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Tuesday, November 25, 2008

Tasers should be a weapon of last resort only, says Amnesty

25 November 2008
Amnesty International

Amnesty International today called for guarantees that the Taser electro-shock weapon would not be deployed any wider than specialist firearms officers in Northern Ireland.

The organisation called for this assurance after the government announced that police forces in England and Wales could arm frontline officers with Tasers, following a 12-month trial in which non-firearms officers were allowed to use the weapon.

Stun guns are potentially lethal electrical weapons. The pistol-shaped Taser delivers 50,000 volts of electricity into a person's body. The result is excruciatingly painful, causing a person to fall to the ground and, at times, lose control of their bodily functions.

Amnesty International has always stated that police officers have a duty to protect themselves and others from harm. Amnesty is not opposed to the use of Taser in situations where it is strictly necessary to protect life and when officers are faced with imminent threats to life or very serious injury.

Amnesty International's Northern Ireland Programme Director, Patrick Corrigan said

"Tasers should never go beyond the hands of a small number of fully-trained officers capable of making the potentially-fatal decision over whether to fire 50,000 volts into a person's body."

"The Policing Board has already accepted that Tasers are potentially lethal weapons and Amnesty has documented how they have been linked to numerous deaths in north America. That's why wide deployment without adequate training would be a dangerous step for policing in Northern Ireland.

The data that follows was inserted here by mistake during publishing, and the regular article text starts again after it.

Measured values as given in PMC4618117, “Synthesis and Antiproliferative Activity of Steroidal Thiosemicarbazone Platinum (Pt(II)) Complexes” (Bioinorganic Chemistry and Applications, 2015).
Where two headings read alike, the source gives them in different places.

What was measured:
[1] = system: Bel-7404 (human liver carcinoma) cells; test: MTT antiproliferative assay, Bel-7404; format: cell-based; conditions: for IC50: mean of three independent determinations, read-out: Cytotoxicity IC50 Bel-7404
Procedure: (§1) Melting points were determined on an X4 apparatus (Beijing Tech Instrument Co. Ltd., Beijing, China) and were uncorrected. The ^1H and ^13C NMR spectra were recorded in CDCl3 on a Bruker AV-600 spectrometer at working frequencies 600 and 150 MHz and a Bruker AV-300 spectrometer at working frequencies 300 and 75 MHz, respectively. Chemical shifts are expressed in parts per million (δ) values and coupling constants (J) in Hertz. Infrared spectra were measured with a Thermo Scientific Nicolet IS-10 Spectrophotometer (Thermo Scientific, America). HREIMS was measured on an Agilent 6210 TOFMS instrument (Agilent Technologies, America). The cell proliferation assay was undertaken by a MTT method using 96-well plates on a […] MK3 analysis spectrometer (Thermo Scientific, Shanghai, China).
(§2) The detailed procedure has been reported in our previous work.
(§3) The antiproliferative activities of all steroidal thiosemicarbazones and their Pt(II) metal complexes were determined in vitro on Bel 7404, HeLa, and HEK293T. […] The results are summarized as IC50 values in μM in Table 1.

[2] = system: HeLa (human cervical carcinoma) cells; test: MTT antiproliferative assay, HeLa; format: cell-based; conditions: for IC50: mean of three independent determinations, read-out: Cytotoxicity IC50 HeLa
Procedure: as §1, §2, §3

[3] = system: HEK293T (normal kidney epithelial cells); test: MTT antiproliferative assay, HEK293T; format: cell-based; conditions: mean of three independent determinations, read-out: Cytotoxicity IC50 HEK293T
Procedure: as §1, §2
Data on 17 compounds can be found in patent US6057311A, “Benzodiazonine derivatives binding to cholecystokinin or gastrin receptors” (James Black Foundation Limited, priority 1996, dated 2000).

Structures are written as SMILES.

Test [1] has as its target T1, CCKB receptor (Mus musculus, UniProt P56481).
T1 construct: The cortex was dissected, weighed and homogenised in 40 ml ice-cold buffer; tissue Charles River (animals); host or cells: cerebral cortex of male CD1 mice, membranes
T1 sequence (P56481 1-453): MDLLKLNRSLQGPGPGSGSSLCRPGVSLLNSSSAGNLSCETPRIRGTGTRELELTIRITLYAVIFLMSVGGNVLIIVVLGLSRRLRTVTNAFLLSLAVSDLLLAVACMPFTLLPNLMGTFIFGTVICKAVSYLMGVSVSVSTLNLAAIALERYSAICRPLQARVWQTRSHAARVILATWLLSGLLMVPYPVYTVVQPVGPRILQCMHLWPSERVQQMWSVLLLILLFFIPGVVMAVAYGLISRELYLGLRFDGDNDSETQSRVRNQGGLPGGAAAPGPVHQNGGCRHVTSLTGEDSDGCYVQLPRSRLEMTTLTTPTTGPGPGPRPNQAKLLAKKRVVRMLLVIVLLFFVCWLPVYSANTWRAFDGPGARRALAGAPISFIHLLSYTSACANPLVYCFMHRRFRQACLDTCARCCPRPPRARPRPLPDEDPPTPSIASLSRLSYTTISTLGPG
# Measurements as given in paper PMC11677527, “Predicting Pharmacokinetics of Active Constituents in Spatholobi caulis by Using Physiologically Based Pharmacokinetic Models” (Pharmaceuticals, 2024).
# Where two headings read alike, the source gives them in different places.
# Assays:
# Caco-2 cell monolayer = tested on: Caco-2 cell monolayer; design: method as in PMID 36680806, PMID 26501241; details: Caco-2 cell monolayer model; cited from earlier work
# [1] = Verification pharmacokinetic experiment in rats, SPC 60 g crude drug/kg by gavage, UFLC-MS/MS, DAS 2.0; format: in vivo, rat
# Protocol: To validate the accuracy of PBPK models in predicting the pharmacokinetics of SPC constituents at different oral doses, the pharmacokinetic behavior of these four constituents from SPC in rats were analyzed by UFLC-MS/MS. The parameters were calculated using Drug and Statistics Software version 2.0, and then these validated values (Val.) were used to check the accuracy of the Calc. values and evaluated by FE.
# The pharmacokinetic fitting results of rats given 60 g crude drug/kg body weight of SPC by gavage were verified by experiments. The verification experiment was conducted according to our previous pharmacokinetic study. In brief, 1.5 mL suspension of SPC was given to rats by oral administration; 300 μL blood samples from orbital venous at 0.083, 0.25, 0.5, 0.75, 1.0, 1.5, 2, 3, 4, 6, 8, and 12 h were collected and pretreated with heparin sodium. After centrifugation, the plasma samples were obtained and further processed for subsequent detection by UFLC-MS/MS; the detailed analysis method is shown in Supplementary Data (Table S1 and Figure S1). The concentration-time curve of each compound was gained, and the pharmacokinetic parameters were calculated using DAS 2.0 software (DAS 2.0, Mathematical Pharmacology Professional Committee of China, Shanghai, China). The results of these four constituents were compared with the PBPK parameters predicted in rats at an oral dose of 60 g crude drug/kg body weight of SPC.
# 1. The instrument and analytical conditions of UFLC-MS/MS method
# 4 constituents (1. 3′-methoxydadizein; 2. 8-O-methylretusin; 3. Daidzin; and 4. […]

'This country has a tradition of 'policing by consent' rather than 'compliance by pain'. In the United States, where there is widespread deployment of this weapon, there have been numerous incidents of misuse of Tasers and a series of Taser-linked deaths. We don't want to see the PSNI repeating these mistakes.'

'Of course, the police have a duty to protect themselves and the community at large from violent situations, but arming more officers with dangerous weapons without the rigorous training and necessary safeguards could well be a recipe for disaster.'

Since 2001 Amnesty International has found that more than 300 people have died after being shot with Tasers in the US. In many of these cases, the coroner listed the use of the Taser as a contributory factor or indeed a direct link to the death.

Amnesty International believes that Tasers can only be used if:

Officers carrying Tasers are trained to firearms officer standards on an ongoing basis

Tasers are used as a weapon of last resort - in situations which fall only just below the point when lethal force should be used

Roll-out is highly restricted and then only to specially trained officers

The Home Office and the PSNI has demonstrated how the use of Taser will be consistent with their obligations under international human rights guidelines and what policies and procedures are in place to prevent misuse of electro-shock weapons.

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